Differentiation strategies used by microfinance institutions in Kenya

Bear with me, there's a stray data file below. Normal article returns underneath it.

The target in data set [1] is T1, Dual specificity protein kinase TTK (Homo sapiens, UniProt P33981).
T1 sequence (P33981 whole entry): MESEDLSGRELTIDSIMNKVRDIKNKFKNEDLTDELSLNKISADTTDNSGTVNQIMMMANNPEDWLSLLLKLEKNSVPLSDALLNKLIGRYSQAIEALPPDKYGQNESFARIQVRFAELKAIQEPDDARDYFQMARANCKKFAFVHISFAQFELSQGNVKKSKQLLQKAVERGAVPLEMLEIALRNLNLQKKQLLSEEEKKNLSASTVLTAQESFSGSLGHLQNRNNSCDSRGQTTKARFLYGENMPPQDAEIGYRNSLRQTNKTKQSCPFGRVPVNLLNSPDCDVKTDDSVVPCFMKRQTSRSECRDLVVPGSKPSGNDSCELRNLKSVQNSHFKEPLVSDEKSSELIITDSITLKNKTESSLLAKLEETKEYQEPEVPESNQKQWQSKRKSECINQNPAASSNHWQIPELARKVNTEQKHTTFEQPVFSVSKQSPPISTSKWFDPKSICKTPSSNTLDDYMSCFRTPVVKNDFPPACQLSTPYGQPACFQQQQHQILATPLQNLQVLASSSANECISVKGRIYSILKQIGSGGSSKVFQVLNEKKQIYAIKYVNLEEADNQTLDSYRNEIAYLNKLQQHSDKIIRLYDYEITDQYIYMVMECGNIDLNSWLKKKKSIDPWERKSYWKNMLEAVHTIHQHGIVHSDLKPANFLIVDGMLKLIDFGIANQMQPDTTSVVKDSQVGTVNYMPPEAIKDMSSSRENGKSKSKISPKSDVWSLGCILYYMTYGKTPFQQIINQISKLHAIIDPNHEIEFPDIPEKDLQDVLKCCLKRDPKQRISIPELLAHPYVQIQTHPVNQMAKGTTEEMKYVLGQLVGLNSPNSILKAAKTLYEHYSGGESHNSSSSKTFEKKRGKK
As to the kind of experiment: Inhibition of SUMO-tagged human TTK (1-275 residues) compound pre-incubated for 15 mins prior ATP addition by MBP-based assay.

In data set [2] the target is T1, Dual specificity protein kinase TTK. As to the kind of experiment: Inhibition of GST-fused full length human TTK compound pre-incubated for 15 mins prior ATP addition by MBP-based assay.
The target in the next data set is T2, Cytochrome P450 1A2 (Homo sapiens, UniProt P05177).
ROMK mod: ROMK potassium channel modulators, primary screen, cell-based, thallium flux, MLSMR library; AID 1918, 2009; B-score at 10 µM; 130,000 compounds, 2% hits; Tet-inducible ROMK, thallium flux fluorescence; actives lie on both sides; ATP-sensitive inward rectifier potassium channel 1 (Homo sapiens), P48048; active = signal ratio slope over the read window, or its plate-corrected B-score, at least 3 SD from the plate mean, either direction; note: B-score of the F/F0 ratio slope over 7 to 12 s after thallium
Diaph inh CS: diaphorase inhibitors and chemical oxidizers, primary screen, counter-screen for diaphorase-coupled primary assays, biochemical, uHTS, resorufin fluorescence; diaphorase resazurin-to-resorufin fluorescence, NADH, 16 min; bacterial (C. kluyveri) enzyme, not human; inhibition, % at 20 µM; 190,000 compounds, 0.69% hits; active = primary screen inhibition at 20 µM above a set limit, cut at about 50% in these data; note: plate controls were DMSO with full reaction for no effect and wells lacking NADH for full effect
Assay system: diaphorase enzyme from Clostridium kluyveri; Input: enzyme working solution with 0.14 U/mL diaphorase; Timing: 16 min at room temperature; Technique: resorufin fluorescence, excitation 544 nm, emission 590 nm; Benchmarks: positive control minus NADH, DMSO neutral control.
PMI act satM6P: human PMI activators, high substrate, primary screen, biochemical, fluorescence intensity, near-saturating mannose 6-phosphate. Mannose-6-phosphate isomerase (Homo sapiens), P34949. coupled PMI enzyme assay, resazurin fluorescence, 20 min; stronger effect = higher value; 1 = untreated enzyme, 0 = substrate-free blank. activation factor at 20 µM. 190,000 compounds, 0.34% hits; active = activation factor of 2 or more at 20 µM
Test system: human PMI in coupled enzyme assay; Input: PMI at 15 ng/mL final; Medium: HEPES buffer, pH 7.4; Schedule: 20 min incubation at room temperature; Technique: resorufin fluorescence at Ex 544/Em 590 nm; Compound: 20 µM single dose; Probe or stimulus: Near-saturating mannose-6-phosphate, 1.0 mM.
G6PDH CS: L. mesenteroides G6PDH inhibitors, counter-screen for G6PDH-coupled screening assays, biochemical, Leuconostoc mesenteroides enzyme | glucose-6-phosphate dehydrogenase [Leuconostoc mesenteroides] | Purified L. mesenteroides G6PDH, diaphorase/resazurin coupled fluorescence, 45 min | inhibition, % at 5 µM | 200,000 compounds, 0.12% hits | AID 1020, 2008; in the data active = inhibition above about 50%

Microfinance Institutions are pillars to development of small business and growth of the informal sector in Kenya. They are able to mitigate asymmetric information problems between lenders and borrowers hence increasing access to financial services for people with no traditional collateral hence leading to potential positive impacts on poverty reduction. However, success of MFIs is threatened by reduction in donor support and intense competition in the industry. Given the important role played by MFIs, they need to come up with strategies to face competition by enhancing their competitive advantages. Given that there IS no documented study on differentiation strategies employed by MFIs, it was important to conduct a study to determine the differentiation strategies. The objectives of the study were to determine the extent of use of differentiation strategies by MFIs in Kenya and to establish challenges MFIs face III differentiating their services. The research design was a descriptive survey. The population of interest in this study consisted of all the twenty-seven (27) MFIs in Kenya who were members of the Association of Microfinance Institutions (AMFI). Thus a census was conducted. Primary data was collected using a structured questionnaire, which was analysed using descriptive statistics- the mean, standard deviation, frequencies and percentages. From the study it was evident that MFIs have carried out augmented service, brand image, product or service, channel and personnel differentiation strategies. Customer orientation showed that the firms were found to understand the customers to a large extent. The perception of the firms on delivering value scored quite low represented by a very low or no extent. Responses indicated that firms were able to provide clients with extensive branch network as well as penetrating the market as a differentiation strategy only to some extent. Augmented service was applied to a large extent together with brand imaging and channel differentiation while for personnel differentiation firms applied to a large extent. Indications further point to the fact that the applications of differentiation strategies varied among the firms to a very large extent. Provision of quality service attracted respondents but many firms were not keen on first tracking loan processing and carrying out market research to understand customer needs. Most firms cited the cost of carrying out research as the main constraint in understanding customer needs. Further research is implied on the perception of other financial institutions and their reactions towards practising market differentiation and differentiation strategies especially those who are not members of AMFI.